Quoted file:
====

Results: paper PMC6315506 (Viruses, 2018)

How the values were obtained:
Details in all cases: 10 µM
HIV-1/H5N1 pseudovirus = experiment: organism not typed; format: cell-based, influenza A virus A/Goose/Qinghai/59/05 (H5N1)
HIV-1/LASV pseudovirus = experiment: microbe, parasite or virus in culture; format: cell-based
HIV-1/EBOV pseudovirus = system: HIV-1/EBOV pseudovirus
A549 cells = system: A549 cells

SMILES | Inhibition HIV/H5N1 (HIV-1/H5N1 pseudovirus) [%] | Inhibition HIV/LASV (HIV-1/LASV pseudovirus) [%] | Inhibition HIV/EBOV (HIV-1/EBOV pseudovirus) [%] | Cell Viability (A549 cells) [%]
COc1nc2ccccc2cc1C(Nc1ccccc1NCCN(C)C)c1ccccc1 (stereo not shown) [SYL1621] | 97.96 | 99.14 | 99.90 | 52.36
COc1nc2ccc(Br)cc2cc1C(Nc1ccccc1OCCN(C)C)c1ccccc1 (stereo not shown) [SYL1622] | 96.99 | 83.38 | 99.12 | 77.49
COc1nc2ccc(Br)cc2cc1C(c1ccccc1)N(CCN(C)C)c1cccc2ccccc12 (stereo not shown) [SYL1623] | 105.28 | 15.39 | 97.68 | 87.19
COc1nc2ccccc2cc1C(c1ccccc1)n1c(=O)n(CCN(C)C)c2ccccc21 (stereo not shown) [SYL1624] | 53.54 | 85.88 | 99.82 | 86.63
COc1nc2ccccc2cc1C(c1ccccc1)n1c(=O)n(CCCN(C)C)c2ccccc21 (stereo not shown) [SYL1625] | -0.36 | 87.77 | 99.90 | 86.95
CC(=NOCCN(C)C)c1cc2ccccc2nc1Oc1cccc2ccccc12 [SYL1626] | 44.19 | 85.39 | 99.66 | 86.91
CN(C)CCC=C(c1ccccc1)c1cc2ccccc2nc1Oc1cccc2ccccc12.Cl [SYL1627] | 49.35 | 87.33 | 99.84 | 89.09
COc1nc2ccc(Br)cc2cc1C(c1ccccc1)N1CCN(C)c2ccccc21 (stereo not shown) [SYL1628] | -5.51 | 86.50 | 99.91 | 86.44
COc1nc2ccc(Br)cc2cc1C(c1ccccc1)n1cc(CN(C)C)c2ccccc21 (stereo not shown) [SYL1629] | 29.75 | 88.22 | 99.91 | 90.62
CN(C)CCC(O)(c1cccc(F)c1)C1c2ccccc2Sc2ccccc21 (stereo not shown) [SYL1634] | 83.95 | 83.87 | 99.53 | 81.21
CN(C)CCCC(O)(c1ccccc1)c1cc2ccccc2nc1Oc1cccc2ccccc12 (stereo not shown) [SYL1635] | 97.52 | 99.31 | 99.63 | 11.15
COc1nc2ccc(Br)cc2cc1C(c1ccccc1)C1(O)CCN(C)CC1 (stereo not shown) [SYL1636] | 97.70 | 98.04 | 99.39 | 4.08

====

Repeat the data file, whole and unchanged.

Results: paper PMC6315506 (Viruses, 2018)

How the values were obtained:
Details in all cases: 10 µM
HIV-1/H5N1 pseudovirus = experiment: organism not typed; format: cell-based, influenza A virus A/Goose/Qinghai/59/05 (H5N1)
HIV-1/LASV pseudovirus = experiment: microbe, parasite or virus in culture; format: cell-based
HIV-1/EBOV pseudovirus = system: HIV-1/EBOV pseudovirus
A549 cells = system: A549 cells

SMILES | Inhibition HIV/H5N1 (HIV-1/H5N1 pseudovirus) [%] | Inhibition HIV/LASV (HIV-1/LASV pseudovirus) [%] | Inhibition HIV/EBOV (HIV-1/EBOV pseudovirus) [%] | Cell Viability (A549 cells) [%]
COc1nc2ccccc2cc1C(Nc1ccccc1NCCN(C)C)c1ccccc1 (stereo not shown) [SYL1621] | 97.96 | 99.14 | 99.90 | 52.36
COc1nc2ccc(Br)cc2cc1C(Nc1ccccc1OCCN(C)C)c1ccccc1 (stereo not shown) [SYL1622] | 96.99 | 83.38 | 99.12 | 77.49
COc1nc2ccc(Br)cc2cc1C(c1ccccc1)N(CCN(C)C)c1cccc2ccccc12 (stereo not shown) [SYL1623] | 105.28 | 15.39 | 97.68 | 87.19
COc1nc2ccccc2cc1C(c1ccccc1)n1c(=O)n(CCN(C)C)c2ccccc21 (stereo not shown) [SYL1624] | 53.54 | 85.88 | 99.82 | 86.63
COc1nc2ccccc2cc1C(c1ccccc1)n1c(=O)n(CCCN(C)C)c2ccccc21 (stereo not shown) [SYL1625] | -0.36 | 87.77 | 99.90 | 86.95
CC(=NOCCN(C)C)c1cc2ccccc2nc1Oc1cccc2ccccc12 [SYL1626] | 44.19 | 85.39 | 99.66 | 86.91
CN(C)CCC=C(c1ccccc1)c1cc2ccccc2nc1Oc1cccc2ccccc12.Cl [SYL1627] | 49.35 | 87.33 | 99.84 | 89.09
COc1nc2ccc(Br)cc2cc1C(c1ccccc1)N1CCN(C)c2ccccc21 (stereo not shown) [SYL1628] | -5.51 | 86.50 | 99.91 | 86.44
COc1nc2ccc(Br)cc2cc1C(c1ccccc1)n1cc(CN(C)C)c2ccccc21 (stereo not shown) [SYL1629] | 29.75 | 88.22 | 99.91 | 90.62
CN(C)CCC(O)(c1cccc(F)c1)C1c2ccccc2Sc2ccccc21 (stereo not shown) [SYL1634] | 83.95 | 83.87 | 99.53 | 81.21
CN(C)CCCC(O)(c1ccccc1)c1cc2ccccc2nc1Oc1cccc2ccccc12 (stereo not shown) [SYL1635] | 97.52 | 99.31 | 99.63 | 11.15
COc1nc2ccc(Br)cc2cc1C(c1ccccc1)C1(O)CCN(C)CC1 (stereo not shown) [SYL1636] | 97.70 | 98.04 | 99.39 | 4.08